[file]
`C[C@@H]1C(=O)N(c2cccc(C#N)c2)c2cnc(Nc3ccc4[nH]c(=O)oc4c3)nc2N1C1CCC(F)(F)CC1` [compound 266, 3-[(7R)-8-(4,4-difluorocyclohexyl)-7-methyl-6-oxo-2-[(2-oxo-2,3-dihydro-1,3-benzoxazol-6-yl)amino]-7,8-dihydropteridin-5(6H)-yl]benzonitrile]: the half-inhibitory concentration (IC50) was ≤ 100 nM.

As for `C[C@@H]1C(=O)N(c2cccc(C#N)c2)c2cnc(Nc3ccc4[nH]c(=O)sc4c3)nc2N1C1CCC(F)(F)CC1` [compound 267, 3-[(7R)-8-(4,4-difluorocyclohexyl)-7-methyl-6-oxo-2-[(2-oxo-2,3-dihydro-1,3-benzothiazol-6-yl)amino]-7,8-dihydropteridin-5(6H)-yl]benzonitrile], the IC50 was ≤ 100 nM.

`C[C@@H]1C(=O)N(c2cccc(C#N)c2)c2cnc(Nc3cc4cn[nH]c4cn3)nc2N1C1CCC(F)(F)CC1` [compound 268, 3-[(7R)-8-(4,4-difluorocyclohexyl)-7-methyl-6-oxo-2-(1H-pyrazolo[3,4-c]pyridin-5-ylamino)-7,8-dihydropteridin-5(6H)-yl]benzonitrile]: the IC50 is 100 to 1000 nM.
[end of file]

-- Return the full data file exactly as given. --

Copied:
`C[C@@H]1C(=O)N(c2cccc(C#N)c2)c2cnc(Nc3ccc4[nH]c(=O)oc4c3)nc2N1C1CCC(F)(F)CC1` [compound 266, 3-[(7R)-8-(4,4-difluorocyclohexyl)-7-methyl-6-oxo-2-[(2-oxo-2,3-dihydro-1,3-benzoxazol-6-yl)amino]-7,8-dihydropteridin-5(6H)-yl]benzonitrile]: the half-inhibitory concentration (IC50) was ≤ 100 nM.

As for `C[C@@H]1C(=O)N(c2cccc(C#N)c2)c2cnc(Nc3ccc4[nH]c(=O)sc4c3)nc2N1C1CCC(F)(F)CC1` [compound 267, 3-[(7R)-8-(4,4-difluorocyclohexyl)-7-methyl-6-oxo-2-[(2-oxo-2,3-dihydro-1,3-benzothiazol-6-yl)amino]-7,8-dihydropteridin-5(6H)-yl]benzonitrile], the IC50 was ≤ 100 nM.

`C[C@@H]1C(=O)N(c2cccc(C#N)c2)c2cnc(Nc3cc4cn[nH]c4cn3)nc2N1C1CCC(F)(F)CC1` [compound 268, 3-[(7R)-8-(4,4-difluorocyclohexyl)-7-methyl-6-oxo-2-(1H-pyrazolo[3,4-c]pyridin-5-ylamino)-7,8-dihydropteridin-5(6H)-yl]benzonitrile]: the IC50 is 100 to 1000 nM.